Every morning, a few spots become available on the new “CBP One” app for a few asylum seekers to approach a port of entry (official border crossing) at the U.S.-Mexico border. The spots fill up fast.
Priscilla Orta, an attorney working with Lawyers for Good Government, told reporter Valerie González at the Rio Grande Valley, Texas Monitor, “There are no slots. … They’re gone sometimes by 8:03 a.m. We have sometimes seen that the spots are gone by 8:01 a.m. And everyone knows it.”
It’s easier for a single person to get one of the scarce, coveted spots than it is for an entire family to get a few of them. González spoke to migrant parents who have been able to secure spots for themselves using the app, but not for their spouses or dependent children.
In the weeks after its mid-January rollout of the CBP One app for Title 42 asylum exemptions, U.S. Customs and Border Protection (CBP) was being lenient about parents wanting to bring family members to their single-person appointments. That leniency has stopped, González reports.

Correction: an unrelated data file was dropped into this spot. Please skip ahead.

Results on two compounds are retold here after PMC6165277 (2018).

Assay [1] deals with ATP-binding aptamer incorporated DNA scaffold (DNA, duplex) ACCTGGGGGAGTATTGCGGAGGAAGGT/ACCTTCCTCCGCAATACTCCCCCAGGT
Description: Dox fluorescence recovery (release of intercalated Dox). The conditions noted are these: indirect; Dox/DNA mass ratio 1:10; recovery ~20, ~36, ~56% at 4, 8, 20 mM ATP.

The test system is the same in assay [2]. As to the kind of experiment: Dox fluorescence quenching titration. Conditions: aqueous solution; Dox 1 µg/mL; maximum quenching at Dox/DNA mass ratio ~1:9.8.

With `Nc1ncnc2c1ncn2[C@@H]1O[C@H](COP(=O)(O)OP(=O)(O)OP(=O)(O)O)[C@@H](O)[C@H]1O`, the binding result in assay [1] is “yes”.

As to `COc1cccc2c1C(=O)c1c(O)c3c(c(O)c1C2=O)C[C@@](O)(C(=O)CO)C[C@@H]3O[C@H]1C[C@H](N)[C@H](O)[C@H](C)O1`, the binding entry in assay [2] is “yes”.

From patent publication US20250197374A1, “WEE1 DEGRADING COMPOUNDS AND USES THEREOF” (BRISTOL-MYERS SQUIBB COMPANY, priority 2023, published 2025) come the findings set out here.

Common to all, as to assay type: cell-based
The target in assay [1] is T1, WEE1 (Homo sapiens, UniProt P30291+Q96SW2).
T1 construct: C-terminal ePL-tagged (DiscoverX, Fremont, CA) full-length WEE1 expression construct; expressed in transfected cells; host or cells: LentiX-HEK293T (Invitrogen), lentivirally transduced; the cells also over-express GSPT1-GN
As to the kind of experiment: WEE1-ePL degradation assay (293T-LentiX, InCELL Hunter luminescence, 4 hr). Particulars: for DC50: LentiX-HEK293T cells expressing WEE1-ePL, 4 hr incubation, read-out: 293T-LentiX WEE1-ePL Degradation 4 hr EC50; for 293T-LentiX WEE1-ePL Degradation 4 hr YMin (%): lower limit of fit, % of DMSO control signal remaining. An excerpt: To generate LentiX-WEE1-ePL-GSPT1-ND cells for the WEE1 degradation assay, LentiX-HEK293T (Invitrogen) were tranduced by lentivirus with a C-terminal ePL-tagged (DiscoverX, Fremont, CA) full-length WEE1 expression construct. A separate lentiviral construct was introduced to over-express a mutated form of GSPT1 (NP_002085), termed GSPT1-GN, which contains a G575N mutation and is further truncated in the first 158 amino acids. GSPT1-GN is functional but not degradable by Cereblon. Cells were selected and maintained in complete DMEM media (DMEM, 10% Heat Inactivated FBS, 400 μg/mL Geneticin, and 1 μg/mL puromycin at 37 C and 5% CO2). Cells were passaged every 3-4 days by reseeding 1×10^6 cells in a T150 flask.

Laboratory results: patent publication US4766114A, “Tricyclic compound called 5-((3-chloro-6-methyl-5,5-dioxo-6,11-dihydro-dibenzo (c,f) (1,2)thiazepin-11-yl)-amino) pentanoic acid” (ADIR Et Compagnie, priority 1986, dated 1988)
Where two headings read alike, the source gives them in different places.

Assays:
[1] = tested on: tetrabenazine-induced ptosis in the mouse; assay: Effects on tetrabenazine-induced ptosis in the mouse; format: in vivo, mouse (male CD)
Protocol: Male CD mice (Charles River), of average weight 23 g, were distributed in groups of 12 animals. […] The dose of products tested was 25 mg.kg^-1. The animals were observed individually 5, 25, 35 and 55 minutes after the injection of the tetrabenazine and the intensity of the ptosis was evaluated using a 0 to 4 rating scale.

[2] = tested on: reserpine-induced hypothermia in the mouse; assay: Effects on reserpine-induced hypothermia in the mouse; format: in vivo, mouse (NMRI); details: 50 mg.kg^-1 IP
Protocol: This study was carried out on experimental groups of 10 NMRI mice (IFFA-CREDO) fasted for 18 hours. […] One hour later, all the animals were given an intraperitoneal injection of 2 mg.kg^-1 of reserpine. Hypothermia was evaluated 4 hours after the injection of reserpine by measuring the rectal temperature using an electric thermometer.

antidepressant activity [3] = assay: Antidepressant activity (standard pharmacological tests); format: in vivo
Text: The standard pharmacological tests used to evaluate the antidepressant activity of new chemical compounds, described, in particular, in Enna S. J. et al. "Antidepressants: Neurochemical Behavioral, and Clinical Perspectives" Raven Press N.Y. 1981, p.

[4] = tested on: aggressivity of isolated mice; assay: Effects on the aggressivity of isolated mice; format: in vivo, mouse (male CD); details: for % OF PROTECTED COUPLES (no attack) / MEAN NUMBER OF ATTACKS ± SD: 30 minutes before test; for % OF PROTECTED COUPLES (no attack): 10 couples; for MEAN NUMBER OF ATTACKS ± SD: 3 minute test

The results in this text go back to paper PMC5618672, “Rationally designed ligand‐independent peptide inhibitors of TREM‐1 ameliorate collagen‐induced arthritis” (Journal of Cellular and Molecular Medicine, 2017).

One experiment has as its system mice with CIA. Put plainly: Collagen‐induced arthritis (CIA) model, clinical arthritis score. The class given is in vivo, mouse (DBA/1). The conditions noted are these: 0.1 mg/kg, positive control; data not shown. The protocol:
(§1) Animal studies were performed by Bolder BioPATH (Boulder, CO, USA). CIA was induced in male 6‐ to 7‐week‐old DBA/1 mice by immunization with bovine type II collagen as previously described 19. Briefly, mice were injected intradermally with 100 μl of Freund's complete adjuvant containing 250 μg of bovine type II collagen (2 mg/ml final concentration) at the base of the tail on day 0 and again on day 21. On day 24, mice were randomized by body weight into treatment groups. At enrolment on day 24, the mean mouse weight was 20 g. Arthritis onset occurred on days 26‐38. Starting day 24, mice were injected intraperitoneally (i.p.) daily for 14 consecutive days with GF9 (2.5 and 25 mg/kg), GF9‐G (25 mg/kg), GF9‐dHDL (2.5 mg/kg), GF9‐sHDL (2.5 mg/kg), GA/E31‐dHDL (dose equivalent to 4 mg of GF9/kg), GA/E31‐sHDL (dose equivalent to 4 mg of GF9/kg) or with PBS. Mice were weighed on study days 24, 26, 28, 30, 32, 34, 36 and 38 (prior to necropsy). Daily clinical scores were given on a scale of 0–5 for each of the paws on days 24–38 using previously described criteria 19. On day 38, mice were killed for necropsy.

“What happened last week was that they decided to enforce it,” said Felicia Rangel-Samponaro of the Sidewalk School, a service provider that assists migrants across from south Texas.
For some families who witnessed families crossing intact one day and then learning of the new enforcement the next, the change was felt immediately. “So, people had to make decisions on that bridge,” Rangel-Samponaro said.
The way that CBP is enforcing CBP One appointments is causing families to separate. Parents are sending their minor children across the border separately, because the Biden administration isn’t using Title 42 to expel unaccompanied minors. The parents then have to hope somehow to be reunited with their children if CBP gives them entry into the United States and access to the U.S. asylum system.
The practice of sending kids without their parents is not uncommon, Orta said.
On Monday, Orta said about a dozen people crossed, but all of them had already sent their kids as unaccompanied minors without them by that point. They hoped they would be reunited, but “they didn’t understand that their children wouldn’t be waiting for them 24 hours,” Orta said.
A CBP representative told the Monitor that a May 2022 court order preserving Title 42 is preventing the agency from making more appointments available.
A CBP spokesperson who spoke to The Monitor to provide background information said CBP is limited in the number of appointments it can offer due to a court order from Louisiana.